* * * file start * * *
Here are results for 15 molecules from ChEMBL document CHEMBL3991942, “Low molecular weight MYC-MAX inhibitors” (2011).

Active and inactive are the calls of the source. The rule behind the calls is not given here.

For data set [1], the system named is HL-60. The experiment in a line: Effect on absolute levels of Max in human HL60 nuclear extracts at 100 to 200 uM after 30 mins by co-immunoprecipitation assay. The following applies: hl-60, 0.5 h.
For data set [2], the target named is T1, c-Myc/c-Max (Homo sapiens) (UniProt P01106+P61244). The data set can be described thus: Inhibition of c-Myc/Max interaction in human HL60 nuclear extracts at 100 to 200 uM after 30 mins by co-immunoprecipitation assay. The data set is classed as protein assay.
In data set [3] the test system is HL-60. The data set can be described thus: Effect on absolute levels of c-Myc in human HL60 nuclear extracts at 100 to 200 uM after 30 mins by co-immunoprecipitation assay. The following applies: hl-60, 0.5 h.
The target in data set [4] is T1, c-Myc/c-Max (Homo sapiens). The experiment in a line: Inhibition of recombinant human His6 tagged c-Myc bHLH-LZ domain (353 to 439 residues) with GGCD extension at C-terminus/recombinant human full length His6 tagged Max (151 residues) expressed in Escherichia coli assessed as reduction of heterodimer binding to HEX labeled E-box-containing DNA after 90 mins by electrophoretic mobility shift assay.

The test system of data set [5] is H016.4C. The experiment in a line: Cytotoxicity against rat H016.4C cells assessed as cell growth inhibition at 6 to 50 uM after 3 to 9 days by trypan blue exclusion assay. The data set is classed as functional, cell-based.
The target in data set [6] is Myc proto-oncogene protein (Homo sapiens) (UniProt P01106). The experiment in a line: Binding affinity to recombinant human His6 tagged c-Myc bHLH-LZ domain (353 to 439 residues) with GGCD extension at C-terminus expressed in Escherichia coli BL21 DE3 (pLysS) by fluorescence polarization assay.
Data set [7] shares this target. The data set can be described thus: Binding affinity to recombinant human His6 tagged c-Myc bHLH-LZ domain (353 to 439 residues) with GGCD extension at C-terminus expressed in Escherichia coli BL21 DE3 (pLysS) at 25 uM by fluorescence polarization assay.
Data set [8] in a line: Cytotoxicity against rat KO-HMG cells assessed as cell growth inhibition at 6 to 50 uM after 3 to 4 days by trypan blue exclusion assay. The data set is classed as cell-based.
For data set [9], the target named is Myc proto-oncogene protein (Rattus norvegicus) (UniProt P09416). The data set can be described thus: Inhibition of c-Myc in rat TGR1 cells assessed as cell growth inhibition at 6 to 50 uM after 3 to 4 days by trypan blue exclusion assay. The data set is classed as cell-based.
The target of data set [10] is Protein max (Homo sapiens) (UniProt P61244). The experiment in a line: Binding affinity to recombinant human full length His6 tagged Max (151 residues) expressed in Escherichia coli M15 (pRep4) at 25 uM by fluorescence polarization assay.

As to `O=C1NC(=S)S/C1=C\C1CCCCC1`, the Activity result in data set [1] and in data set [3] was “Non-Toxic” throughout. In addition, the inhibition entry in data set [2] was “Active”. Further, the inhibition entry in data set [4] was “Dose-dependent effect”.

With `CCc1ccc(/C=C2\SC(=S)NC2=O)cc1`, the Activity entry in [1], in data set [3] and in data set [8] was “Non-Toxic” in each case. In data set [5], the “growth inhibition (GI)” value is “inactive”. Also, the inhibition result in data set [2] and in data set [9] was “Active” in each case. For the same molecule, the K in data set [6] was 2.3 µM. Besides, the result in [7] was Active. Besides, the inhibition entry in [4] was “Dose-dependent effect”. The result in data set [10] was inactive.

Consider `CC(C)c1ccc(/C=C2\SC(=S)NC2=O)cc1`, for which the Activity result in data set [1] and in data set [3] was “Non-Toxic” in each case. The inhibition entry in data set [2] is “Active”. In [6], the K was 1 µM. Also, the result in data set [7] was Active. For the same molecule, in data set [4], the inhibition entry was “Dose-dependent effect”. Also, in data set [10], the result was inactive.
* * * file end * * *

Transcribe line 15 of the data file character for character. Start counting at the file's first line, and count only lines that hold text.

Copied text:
Consider `CC(C)c1ccc(/C=C2\SC(=S)NC2=O)cc1`, for which the Activity result in data set [1] and in data set [3] was “Non-Toxic” in each case. The inhibition entry in data set [2] is “Active”. In [6], the K was 1 µM. Also, the result in data set [7] was Active. For the same molecule, in data set [4], the inhibition entry was “Dose-dependent effect”. Also, in data set [10], the result was inactive.